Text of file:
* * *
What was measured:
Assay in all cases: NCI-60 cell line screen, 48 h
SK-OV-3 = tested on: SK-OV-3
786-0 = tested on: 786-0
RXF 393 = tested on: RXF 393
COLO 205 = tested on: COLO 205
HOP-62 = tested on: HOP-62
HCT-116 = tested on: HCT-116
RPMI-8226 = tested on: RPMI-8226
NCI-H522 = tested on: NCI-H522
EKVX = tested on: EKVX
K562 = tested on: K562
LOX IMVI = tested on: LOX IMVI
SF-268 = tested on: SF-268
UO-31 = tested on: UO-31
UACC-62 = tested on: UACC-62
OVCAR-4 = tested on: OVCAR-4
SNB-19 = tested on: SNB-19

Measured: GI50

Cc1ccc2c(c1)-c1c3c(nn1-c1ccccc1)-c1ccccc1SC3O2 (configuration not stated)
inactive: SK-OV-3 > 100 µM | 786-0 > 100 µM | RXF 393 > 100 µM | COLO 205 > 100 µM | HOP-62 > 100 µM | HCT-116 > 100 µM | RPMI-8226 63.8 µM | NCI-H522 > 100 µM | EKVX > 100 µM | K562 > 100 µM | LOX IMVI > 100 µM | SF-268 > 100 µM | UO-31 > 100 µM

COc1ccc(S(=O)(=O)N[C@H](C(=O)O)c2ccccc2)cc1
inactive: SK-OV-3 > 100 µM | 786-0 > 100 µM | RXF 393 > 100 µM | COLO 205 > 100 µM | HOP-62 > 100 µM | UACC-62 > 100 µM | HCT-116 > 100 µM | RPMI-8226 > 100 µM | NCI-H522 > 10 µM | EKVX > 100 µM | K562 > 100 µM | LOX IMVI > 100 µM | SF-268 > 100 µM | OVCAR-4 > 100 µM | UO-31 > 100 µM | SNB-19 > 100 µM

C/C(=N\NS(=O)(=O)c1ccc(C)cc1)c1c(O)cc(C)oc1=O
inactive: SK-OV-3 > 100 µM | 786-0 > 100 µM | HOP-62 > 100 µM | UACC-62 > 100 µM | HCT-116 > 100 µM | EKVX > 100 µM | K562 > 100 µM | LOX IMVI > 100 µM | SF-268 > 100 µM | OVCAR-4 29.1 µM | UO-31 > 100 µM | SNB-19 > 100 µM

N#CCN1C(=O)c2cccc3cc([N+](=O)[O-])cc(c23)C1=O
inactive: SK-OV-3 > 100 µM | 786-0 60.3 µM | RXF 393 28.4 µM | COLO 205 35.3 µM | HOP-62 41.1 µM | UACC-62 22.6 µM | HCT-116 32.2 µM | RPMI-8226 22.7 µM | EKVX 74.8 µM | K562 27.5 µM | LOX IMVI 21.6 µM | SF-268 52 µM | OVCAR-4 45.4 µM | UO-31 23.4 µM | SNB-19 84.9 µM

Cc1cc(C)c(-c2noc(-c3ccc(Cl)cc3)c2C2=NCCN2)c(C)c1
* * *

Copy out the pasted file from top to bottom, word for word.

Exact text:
What was measured:
Assay in all cases: NCI-60 cell line screen, 48 h
SK-OV-3 = tested on: SK-OV-3
786-0 = tested on: 786-0
RXF 393 = tested on: RXF 393
COLO 205 = tested on: COLO 205
HOP-62 = tested on: HOP-62
HCT-116 = tested on: HCT-116
RPMI-8226 = tested on: RPMI-8226
NCI-H522 = tested on: NCI-H522
EKVX = tested on: EKVX
K562 = tested on: K562
LOX IMVI = tested on: LOX IMVI
SF-268 = tested on: SF-268
UO-31 = tested on: UO-31
UACC-62 = tested on: UACC-62
OVCAR-4 = tested on: OVCAR-4
SNB-19 = tested on: SNB-19

Measured: GI50

Cc1ccc2c(c1)-c1c3c(nn1-c1ccccc1)-c1ccccc1SC3O2 (configuration not stated)
inactive: SK-OV-3 > 100 µM | 786-0 > 100 µM | RXF 393 > 100 µM | COLO 205 > 100 µM | HOP-62 > 100 µM | HCT-116 > 100 µM | RPMI-8226 63.8 µM | NCI-H522 > 100 µM | EKVX > 100 µM | K562 > 100 µM | LOX IMVI > 100 µM | SF-268 > 100 µM | UO-31 > 100 µM

COc1ccc(S(=O)(=O)N[C@H](C(=O)O)c2ccccc2)cc1
inactive: SK-OV-3 > 100 µM | 786-0 > 100 µM | RXF 393 > 100 µM | COLO 205 > 100 µM | HOP-62 > 100 µM | UACC-62 > 100 µM | HCT-116 > 100 µM | RPMI-8226 > 100 µM | NCI-H522 > 10 µM | EKVX > 100 µM | K562 > 100 µM | LOX IMVI > 100 µM | SF-268 > 100 µM | OVCAR-4 > 100 µM | UO-31 > 100 µM | SNB-19 > 100 µM

C/C(=N\NS(=O)(=O)c1ccc(C)cc1)c1c(O)cc(C)oc1=O
inactive: SK-OV-3 > 100 µM | 786-0 > 100 µM | HOP-62 > 100 µM | UACC-62 > 100 µM | HCT-116 > 100 µM | EKVX > 100 µM | K562 > 100 µM | LOX IMVI > 100 µM | SF-268 > 100 µM | OVCAR-4 29.1 µM | UO-31 > 100 µM | SNB-19 > 100 µM

N#CCN1C(=O)c2cccc3cc([N+](=O)[O-])cc(c23)C1=O
inactive: SK-OV-3 > 100 µM | 786-0 60.3 µM | RXF 393 28.4 µM | COLO 205 35.3 µM | HOP-62 41.1 µM | UACC-62 22.6 µM | HCT-116 32.2 µM | RPMI-8226 22.7 µM | EKVX 74.8 µM | K562 27.5 µM | LOX IMVI 21.6 µM | SF-268 52 µM | OVCAR-4 45.4 µM | UO-31 23.4 µM | SNB-19 84.9 µM

Cc1cc(C)c(-c2noc(-c3ccc(Cl)cc3)c2C2=NCCN2)c(C)c1